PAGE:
Two big news stories swept across the market yesterday, the first being the consumer inflation rate that came in lower than expected and the federal reserve with another pause with another month to complete a full year of static rates. However, they did reduce their projected rate cuts for 2024 to just one quarter point mitigation, down from the three cuts estimated in March. The central bank acknowledged "modest further progress" towards its 2% inflation target even as the market pointed out the complexity of job data last week. Fed Chair Jerome Powell emphasised that a single rate cut would have little impact on the economy, and that the overall policy path was more important. .

The stock market shrugged off the hawkish comment from Fed Chair Powell and clocked in cheeky gains, with the S&P 500 topping 5,400 for the first time in its history. The technology sector led the gainers among sectors, while energy posted the steepest loss. Nike shares fell 2.3% after a trademark application for "footware" was dismissed by the European Union court. However, the market is supported by Oracle, which surged by 13%, after the software maker gave an outlook for annual growth.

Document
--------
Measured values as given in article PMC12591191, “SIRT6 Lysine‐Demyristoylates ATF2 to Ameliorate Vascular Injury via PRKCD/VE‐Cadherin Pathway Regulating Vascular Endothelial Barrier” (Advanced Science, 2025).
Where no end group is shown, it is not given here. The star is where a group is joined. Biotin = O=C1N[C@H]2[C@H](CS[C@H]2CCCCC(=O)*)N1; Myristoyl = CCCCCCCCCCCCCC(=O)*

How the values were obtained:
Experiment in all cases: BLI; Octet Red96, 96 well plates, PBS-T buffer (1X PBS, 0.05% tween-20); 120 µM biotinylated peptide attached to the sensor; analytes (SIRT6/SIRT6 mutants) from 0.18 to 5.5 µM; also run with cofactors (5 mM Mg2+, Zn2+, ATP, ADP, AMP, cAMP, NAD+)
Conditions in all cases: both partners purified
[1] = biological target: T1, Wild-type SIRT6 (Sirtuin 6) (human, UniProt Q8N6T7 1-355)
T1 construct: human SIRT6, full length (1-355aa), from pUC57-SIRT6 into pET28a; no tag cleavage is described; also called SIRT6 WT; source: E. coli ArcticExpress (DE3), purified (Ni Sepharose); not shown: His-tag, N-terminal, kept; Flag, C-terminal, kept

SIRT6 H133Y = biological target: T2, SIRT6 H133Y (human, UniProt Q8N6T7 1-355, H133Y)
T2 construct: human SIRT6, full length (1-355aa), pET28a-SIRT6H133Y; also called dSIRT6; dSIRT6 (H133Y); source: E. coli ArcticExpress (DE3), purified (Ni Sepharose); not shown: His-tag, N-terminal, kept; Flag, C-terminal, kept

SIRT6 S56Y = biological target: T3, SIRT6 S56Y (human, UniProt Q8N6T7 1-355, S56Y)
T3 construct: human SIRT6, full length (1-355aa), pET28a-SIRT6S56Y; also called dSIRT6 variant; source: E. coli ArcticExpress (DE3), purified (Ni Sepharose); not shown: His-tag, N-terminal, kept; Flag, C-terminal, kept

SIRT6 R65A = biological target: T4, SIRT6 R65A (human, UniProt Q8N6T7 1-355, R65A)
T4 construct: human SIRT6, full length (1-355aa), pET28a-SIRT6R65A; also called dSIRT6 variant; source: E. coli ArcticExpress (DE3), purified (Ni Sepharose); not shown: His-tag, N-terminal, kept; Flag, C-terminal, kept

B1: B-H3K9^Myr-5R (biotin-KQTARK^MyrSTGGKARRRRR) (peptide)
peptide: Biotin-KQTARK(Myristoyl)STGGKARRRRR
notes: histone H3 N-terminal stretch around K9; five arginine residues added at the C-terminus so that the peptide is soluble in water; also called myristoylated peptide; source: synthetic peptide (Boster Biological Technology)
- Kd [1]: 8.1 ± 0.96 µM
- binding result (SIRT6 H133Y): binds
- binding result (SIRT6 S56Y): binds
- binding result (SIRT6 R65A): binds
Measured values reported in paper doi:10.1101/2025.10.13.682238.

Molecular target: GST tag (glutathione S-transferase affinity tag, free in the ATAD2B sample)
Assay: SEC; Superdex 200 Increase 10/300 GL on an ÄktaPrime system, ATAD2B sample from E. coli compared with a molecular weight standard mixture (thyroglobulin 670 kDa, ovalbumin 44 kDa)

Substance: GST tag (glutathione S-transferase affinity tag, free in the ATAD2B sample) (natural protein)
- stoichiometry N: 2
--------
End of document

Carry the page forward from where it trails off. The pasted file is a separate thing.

Gold prices declined after an initial leg up from CPI data following the Federal Reserve's updated economic projections, with only one interest rate cut expected for the remainder of 2024. This revision came against lower inflation data for May. This hawkish stance led to a stronger dollar and higher bond yields, which weighed on gold prices. However, some analysts argue the Fed's projections may already be outdated given the improving inflation numbers, and Goldman Sachs has reinstated confidence in two rate cuts.

Oil prices reacted to the U.S. Federal Reserve's decision to delay rate cuts until December rather inversely compared to other commodities. The decision impaired expectations for higher economic growth and oil demand. Additionally, higher U.S. crude and fuel inventories weighed on the market, further complicating the demand outlook. In calm waters, Houthi militants continued their attacks on international shipping in the Red Sea, taking responsibility for recent watercraft and missile strikes, although they no longer bear weight on the market.


The U.S. dollar was volatile yesterday; it initially fell on lower U.S. inflation data but later recovered its losses after the Fed's hawkish stance with its projection. However, markets still expect nearly two rate cuts in 2024 on the basis of lower inflation growth and job data. The yen remained under pressure ahead of the BoJ policy meeting on Friday, expecting a reduction in bond purchases. The market now looks for a clue in the Producer Price Index (PPI) and jobless claims for the next catalyst.